Peace, Dane

The Summer-Camp Bus Pulls Away from the Curb

by Sharon Olds

Whatever he needs, he has or doesn’t

have by now.

Whatever the world is going to do to him

it has started to do. With a pencil and two

Hardy Boys and a peanut butter sandwich and

grapes he is on his way, there is nothing

more we can do for him. Whatever is

stored in his heart, he can use, now.

Whatever he has laid up in his mind

he can call on. What he does not have

he can lack. The bus gets smaller and smaller, as one

folds a flag at the end of a ceremony,

onto itself, and onto itself, until

only a heavy wedge remains.

Whatever his exuberant soul

can do for him, it is doing right now.

Whatever his arrogance can do

it is doing to him. Everything

that’s been done to him, he will now do.

Everything that’s been placed in him

will come out, now, the contents of a trunk

unpacked and lined up on a bunk in the underpine light.

Put Your Mask on First…

My friend and colleague Melanie Rogers posted this very insightful and helpful perspective on the needs of adolescents, which would certainly include your soon-to-be college freshman.  I’m grateful for her vast experience and calm perspective in her words.  I hope that you find this helpful and another guiding voice in this new journey.  Thank you Melanie!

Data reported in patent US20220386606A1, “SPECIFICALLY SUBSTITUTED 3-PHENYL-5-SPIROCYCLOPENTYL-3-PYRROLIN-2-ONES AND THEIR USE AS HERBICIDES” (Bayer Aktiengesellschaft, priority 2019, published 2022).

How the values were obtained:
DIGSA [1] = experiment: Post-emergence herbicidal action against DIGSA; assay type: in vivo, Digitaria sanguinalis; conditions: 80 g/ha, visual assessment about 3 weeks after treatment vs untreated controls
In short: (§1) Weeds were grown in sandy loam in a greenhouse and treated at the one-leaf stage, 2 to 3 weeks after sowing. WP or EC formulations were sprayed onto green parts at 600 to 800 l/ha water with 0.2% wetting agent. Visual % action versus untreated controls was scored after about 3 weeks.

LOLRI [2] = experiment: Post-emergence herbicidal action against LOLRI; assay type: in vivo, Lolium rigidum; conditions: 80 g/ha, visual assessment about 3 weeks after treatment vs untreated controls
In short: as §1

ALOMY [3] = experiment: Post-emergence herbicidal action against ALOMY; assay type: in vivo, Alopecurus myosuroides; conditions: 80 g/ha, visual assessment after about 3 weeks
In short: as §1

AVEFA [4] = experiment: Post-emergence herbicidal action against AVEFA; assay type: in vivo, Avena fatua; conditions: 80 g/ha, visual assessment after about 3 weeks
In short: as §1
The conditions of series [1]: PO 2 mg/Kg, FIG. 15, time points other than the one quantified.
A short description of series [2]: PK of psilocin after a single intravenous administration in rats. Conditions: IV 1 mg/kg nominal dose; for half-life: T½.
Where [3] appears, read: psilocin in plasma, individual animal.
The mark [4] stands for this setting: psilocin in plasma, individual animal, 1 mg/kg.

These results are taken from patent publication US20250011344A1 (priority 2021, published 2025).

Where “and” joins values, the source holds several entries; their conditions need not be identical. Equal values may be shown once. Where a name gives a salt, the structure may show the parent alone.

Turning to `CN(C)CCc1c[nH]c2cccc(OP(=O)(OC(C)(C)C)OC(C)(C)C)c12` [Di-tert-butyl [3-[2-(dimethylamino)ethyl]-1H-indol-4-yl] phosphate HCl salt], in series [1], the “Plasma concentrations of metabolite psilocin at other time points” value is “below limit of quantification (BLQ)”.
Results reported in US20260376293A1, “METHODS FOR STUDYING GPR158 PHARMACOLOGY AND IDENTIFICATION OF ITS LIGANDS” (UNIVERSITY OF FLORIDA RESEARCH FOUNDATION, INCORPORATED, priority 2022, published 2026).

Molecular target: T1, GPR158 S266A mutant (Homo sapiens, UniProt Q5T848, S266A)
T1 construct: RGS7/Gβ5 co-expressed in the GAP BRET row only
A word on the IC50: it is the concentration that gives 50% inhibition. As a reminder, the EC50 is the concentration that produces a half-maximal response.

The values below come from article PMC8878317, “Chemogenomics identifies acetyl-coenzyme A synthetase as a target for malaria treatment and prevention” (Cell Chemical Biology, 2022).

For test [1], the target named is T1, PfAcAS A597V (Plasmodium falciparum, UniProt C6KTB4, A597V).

Written by Melanie Rogers, MMFT, LPC-MHSP

When I tell people I work with teenagers, I usually get some version of this response:
“Wow, that’s a tough age. You must be really patient, brave, or crazy.”

I may be a little bit of all three.

The changes that occur in the teenage years make working with (and parenting) teenagers both scary and (potentially) really fun.

Whether the “issue” that brings an adolescent into therapy is anxiety, self- harm, sexual acting out, depression, or relational struggles, a parent’s biggest question is some version of: “How do I make my child’s pain and suffering go away?” or “What does my child need?”

My answer to this heart-wrenching question is: “They need you.” My response is normally met with a mixture of confusion and fear. Your teenager’s biggest need is not for their pain to be fixed.

If their need isn’t to be fixed by their parents, then what on earth do they need? Here are three things every adolescent needs from their parents.

1. Teenagers need their parents to help hold their pain by being emotionally present.
Being emotionally present means giving them permission to feel their own feelings without being shamed, judged, or abandoned.

2. Adolescents need to know that they are enjoyed just for being who they are, not based on how well they can perform certain activities.

3. Finally, teenagers need consistent boundaries. Consistent boundaries help teenagers feel safe, giving them the freedom to explore and develop their own internal boundaries (wisdom and discernment) within the safety net that external boundaries provide.